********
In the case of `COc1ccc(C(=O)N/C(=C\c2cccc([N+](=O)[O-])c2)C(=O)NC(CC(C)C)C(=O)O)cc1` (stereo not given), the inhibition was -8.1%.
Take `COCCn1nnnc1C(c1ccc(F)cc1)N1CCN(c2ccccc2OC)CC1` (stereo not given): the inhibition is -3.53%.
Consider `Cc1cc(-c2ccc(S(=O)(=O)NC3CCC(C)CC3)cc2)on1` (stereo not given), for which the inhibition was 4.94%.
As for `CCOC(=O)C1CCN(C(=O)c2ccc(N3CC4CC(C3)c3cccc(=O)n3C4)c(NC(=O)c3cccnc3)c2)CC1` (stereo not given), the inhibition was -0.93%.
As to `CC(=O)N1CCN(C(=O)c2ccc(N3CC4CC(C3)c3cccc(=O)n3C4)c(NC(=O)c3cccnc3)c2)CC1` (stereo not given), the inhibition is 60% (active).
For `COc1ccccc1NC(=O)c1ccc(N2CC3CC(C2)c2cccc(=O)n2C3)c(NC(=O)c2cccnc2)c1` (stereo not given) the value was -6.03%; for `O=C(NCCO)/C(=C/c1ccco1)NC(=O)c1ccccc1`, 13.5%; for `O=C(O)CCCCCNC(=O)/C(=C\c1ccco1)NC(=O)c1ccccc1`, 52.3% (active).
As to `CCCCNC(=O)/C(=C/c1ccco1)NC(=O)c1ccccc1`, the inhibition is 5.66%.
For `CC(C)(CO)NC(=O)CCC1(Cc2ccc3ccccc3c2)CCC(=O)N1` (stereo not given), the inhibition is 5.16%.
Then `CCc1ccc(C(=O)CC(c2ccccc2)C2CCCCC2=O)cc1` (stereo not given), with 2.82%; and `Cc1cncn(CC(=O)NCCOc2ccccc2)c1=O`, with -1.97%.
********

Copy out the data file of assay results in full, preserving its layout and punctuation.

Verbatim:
In the case of `COc1ccc(C(=O)N/C(=C\c2cccc([N+](=O)[O-])c2)C(=O)NC(CC(C)C)C(=O)O)cc1` (stereo not given), the inhibition was -8.1%.
Take `COCCn1nnnc1C(c1ccc(F)cc1)N1CCN(c2ccccc2OC)CC1` (stereo not given): the inhibition is -3.53%.
Consider `Cc1cc(-c2ccc(S(=O)(=O)NC3CCC(C)CC3)cc2)on1` (stereo not given), for which the inhibition was 4.94%.
As for `CCOC(=O)C1CCN(C(=O)c2ccc(N3CC4CC(C3)c3cccc(=O)n3C4)c(NC(=O)c3cccnc3)c2)CC1` (stereo not given), the inhibition was -0.93%.
As to `CC(=O)N1CCN(C(=O)c2ccc(N3CC4CC(C3)c3cccc(=O)n3C4)c(NC(=O)c3cccnc3)c2)CC1` (stereo not given), the inhibition is 60% (active).
For `COc1ccccc1NC(=O)c1ccc(N2CC3CC(C2)c2cccc(=O)n2C3)c(NC(=O)c2cccnc2)c1` (stereo not given) the value was -6.03%; for `O=C(NCCO)/C(=C/c1ccco1)NC(=O)c1ccccc1`, 13.5%; for `O=C(O)CCCCCNC(=O)/C(=C\c1ccco1)NC(=O)c1ccccc1`, 52.3% (active).
As to `CCCCNC(=O)/C(=C/c1ccco1)NC(=O)c1ccccc1`, the inhibition is 5.66%.
For `CC(C)(CO)NC(=O)CCC1(Cc2ccc3ccccc3c2)CCC(=O)N1` (stereo not given), the inhibition is 5.16%.
Then `CCc1ccc(C(=O)CC(c2ccccc2)C2CCCCC2=O)cc1` (stereo not given), with 2.82%; and `Cc1cncn(CC(=O)NCCOc2ccccc2)c1=O`, with -1.97%.